The final part of the movie shows a real world application. You can’t see it in the movie, but while Zip is chilling on the floor at the animal hospital, there are two very active toddlers and another dog nearby. This is where you can see yet another benefit of playing tug with a puppy (with a rule structure such as Marge uses).  Environmental stressors can also bring about an aroused state. A dog doesn’t have to be jumping around to get over-excited. But playing tug has helped Zip learn how to “come down” from that state, and his lessons carry over beautifully to the new environment.

Link to the movie for email subscribers.

 Just like last time, this is another lesson on how to teach a puppy not to do something using positive reinforcement-based training. Notice all the things Zip is not doing?

  • Biting
  • Running around screaming
  • Stealing the toy and running away
  • Leaping up to investigate the other dog or the kids at the vet

All because Marge has “filled in the blanks” with desirable behaviors, and is teaching Zip at a very young age how to calm down.

How about you all? Does your puppy have an off switch? Also, any guesses about Lesson Five? Because we have left out something BIG!

Related Posts

Life Lessons for My Puppy (all)

Other Good Stuff

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Marge’s Channel on YouTube: Subscribe and see Zip’s next lesson!

Marge’s FaceBook business page: Rewarded Behavior Continues

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About eileenanddogs

Passionate amateur dog trainer, writer, and learning theory geek.Eileen Anderson on Google+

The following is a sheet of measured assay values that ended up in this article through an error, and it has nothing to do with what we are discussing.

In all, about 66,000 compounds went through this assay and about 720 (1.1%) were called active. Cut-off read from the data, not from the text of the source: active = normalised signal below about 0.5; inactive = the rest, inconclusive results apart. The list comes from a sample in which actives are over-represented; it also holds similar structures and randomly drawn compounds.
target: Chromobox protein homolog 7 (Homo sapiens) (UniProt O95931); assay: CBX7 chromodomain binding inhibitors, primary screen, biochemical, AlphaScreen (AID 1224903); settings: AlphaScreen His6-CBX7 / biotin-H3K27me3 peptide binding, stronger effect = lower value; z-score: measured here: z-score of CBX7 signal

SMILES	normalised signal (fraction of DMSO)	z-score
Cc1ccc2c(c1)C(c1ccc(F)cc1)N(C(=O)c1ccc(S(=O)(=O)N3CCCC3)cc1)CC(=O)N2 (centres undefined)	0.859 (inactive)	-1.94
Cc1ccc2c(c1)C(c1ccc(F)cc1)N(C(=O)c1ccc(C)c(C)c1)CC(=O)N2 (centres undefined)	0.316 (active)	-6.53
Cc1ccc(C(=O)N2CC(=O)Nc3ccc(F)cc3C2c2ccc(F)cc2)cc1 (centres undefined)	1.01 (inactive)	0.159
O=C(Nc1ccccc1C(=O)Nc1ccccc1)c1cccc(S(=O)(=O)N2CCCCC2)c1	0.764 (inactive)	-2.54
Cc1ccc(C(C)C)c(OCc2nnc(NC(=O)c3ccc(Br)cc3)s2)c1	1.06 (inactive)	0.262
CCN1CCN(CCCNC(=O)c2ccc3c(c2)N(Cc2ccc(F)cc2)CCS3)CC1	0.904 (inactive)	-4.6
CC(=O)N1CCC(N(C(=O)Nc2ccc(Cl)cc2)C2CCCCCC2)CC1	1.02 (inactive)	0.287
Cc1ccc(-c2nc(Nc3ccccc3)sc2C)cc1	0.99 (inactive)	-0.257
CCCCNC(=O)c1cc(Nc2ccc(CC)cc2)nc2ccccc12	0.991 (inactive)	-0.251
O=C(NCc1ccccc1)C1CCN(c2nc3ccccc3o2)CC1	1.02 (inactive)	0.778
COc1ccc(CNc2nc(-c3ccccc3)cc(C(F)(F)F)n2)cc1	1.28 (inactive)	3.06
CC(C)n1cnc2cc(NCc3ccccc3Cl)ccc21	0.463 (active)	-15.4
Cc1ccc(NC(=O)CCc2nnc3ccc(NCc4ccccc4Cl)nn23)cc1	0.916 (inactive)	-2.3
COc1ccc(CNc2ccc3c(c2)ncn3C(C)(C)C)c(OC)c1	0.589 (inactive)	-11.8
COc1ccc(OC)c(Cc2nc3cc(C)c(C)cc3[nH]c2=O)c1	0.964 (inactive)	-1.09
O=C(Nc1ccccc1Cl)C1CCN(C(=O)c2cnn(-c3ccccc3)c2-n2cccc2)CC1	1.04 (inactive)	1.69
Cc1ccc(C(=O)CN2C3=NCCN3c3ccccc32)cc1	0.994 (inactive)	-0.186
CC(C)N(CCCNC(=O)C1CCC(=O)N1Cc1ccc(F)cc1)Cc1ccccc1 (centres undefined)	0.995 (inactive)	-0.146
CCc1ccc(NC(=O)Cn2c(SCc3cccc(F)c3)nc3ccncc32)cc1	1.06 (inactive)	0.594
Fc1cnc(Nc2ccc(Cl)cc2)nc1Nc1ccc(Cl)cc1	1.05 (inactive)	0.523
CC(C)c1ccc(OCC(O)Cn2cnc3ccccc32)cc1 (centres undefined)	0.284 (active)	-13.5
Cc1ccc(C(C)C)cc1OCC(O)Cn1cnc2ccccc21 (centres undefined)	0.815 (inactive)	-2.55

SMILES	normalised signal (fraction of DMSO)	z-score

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7 Responses to Puppies Need an Off Switch! (Puppy Lesson Four)

  1. Andi says:

    I can’t wait to read “Why Counterconditioning Didn’t “Work””. No pressure!! 🙂 Thanks for all the great info!

    • eileenanddogs says:

      Hey, thanks for mentioning! I feel badly sometimes with my “Coming up” teasers. I take a Looooong time to get them done, and sometimes end up not doing them at all. That one is a little stuck because I am lacking some video that I would prefer to have. But–long story short–I will never get that video. So I’d better write the post anyway! Thanks, Andi!

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  3. Robin J. says:

    Nice post! I love McDevitt’s term for this in the CONTROL UNLEASHED PUPPY book: “attention management.”

    Many of the dogs Leslie works with are doing dog sports like Agility. They’re expected to be high drive, high energy dogs. Leslie’s point is that even with “performance puppies,” dogs intended for a future career in a high energy activity, helping a puppy learn how to relax in between performances is essential for the long term health and welfare of the dog.

    She even has a chapter on what to do with puppies who get so excited by just the presence of treats that they can’t focus. It sounds funny until you start trying to train one of these pups! 🙂

    Every dog is different: some need more help building drive and some need more help learning to relax. So I really like Leslie’s concept of attention management as covering the whole spectrum, no matter where an individual dog’s typical default falls.

  4. I like to think that Donna is pretty calm because we focused on rewarding calm behaviours right from the start. But then we chose to adopt an older dog because we didn’t want to deal with an energetic puppy too… so I can’t really tell which has more influence 😛